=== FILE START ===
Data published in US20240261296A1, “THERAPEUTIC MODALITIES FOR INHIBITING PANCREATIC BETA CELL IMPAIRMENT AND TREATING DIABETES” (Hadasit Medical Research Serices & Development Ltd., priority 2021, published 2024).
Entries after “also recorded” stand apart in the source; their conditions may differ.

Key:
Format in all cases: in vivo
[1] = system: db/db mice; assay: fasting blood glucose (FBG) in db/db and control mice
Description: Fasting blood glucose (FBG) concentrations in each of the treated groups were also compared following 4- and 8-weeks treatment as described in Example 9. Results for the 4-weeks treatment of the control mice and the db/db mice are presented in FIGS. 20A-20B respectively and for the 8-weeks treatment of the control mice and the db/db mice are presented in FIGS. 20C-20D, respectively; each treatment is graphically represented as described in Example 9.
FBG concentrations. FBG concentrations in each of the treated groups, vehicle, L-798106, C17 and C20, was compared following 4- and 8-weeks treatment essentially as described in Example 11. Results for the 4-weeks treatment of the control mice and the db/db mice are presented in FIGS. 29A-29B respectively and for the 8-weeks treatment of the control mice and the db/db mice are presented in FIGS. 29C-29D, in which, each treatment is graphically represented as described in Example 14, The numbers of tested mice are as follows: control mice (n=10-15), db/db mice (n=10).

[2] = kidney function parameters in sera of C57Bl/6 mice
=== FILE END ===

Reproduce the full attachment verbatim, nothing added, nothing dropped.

Data published in US20240261296A1, “THERAPEUTIC MODALITIES FOR INHIBITING PANCREATIC BETA CELL IMPAIRMENT AND TREATING DIABETES” (Hadasit Medical Research Serices & Development Ltd., priority 2021, published 2024).
Entries after “also recorded” stand apart in the source; their conditions may differ.

Key:
Format in all cases: in vivo
[1] = system: db/db mice; assay: fasting blood glucose (FBG) in db/db and control mice
Description: Fasting blood glucose (FBG) concentrations in each of the treated groups were also compared following 4- and 8-weeks treatment as described in Example 9. Results for the 4-weeks treatment of the control mice and the db/db mice are presented in FIGS. 20A-20B respectively and for the 8-weeks treatment of the control mice and the db/db mice are presented in FIGS. 20C-20D, respectively; each treatment is graphically represented as described in Example 9.
FBG concentrations. FBG concentrations in each of the treated groups, vehicle, L-798106, C17 and C20, was compared following 4- and 8-weeks treatment essentially as described in Example 11. Results for the 4-weeks treatment of the control mice and the db/db mice are presented in FIGS. 29A-29B respectively and for the 8-weeks treatment of the control mice and the db/db mice are presented in FIGS. 29C-29D, in which, each treatment is graphically represented as described in Example 14, The numbers of tested mice are as follows: control mice (n=10-15), db/db mice (n=10).

[2] = kidney function parameters in sera of C57Bl/6 mice